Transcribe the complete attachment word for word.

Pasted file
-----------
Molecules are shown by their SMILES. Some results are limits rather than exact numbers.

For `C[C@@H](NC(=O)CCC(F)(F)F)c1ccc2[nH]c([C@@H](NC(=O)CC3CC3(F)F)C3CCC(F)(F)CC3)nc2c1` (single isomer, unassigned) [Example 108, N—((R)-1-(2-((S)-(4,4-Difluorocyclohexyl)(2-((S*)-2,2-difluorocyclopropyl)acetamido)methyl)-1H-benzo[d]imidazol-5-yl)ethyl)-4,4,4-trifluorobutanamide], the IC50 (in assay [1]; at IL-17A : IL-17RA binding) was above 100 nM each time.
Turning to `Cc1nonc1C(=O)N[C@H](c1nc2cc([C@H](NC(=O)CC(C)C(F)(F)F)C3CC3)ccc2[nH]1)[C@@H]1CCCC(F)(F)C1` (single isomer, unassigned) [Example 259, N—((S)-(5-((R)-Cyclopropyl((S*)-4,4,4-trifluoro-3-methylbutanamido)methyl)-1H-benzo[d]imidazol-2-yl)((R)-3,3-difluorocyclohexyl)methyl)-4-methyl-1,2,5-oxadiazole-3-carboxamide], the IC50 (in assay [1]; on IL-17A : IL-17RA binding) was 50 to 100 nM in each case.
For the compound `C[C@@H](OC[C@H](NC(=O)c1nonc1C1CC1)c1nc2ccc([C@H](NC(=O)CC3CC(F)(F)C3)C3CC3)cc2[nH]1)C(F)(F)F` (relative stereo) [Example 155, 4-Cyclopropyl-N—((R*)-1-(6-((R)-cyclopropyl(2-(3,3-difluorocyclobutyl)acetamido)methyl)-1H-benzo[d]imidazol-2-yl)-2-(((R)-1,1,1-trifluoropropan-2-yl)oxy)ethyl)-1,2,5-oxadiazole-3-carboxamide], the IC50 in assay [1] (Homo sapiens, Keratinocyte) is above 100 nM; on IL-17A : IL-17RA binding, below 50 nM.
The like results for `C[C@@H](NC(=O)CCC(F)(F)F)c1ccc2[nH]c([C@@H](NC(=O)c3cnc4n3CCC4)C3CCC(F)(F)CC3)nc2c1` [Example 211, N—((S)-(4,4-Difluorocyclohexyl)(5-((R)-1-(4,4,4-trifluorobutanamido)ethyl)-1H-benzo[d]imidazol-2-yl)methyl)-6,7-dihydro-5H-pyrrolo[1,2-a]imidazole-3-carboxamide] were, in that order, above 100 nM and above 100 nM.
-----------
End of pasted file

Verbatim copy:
Molecules are shown by their SMILES. Some results are limits rather than exact numbers.

For `C[C@@H](NC(=O)CCC(F)(F)F)c1ccc2[nH]c([C@@H](NC(=O)CC3CC3(F)F)C3CCC(F)(F)CC3)nc2c1` (single isomer, unassigned) [Example 108, N—((R)-1-(2-((S)-(4,4-Difluorocyclohexyl)(2-((S*)-2,2-difluorocyclopropyl)acetamido)methyl)-1H-benzo[d]imidazol-5-yl)ethyl)-4,4,4-trifluorobutanamide], the IC50 (in assay [1]; at IL-17A : IL-17RA binding) was above 100 nM each time.
Turning to `Cc1nonc1C(=O)N[C@H](c1nc2cc([C@H](NC(=O)CC(C)C(F)(F)F)C3CC3)ccc2[nH]1)[C@@H]1CCCC(F)(F)C1` (single isomer, unassigned) [Example 259, N—((S)-(5-((R)-Cyclopropyl((S*)-4,4,4-trifluoro-3-methylbutanamido)methyl)-1H-benzo[d]imidazol-2-yl)((R)-3,3-difluorocyclohexyl)methyl)-4-methyl-1,2,5-oxadiazole-3-carboxamide], the IC50 (in assay [1]; on IL-17A : IL-17RA binding) was 50 to 100 nM in each case.
For the compound `C[C@@H](OC[C@H](NC(=O)c1nonc1C1CC1)c1nc2ccc([C@H](NC(=O)CC3CC(F)(F)C3)C3CC3)cc2[nH]1)C(F)(F)F` (relative stereo) [Example 155, 4-Cyclopropyl-N—((R*)-1-(6-((R)-cyclopropyl(2-(3,3-difluorocyclobutyl)acetamido)methyl)-1H-benzo[d]imidazol-2-yl)-2-(((R)-1,1,1-trifluoropropan-2-yl)oxy)ethyl)-1,2,5-oxadiazole-3-carboxamide], the IC50 in assay [1] (Homo sapiens, Keratinocyte) is above 100 nM; on IL-17A : IL-17RA binding, below 50 nM.
The like results for `C[C@@H](NC(=O)CCC(F)(F)F)c1ccc2[nH]c([C@@H](NC(=O)c3cnc4n3CCC4)C3CCC(F)(F)CC3)nc2c1` [Example 211, N—((S)-(4,4-Difluorocyclohexyl)(5-((R)-1-(4,4,4-trifluorobutanamido)ethyl)-1H-benzo[d]imidazol-2-yl)methyl)-6,7-dihydro-5H-pyrrolo[1,2-a]imidazole-3-carboxamide] were, in that order, above 100 nM and above 100 nM.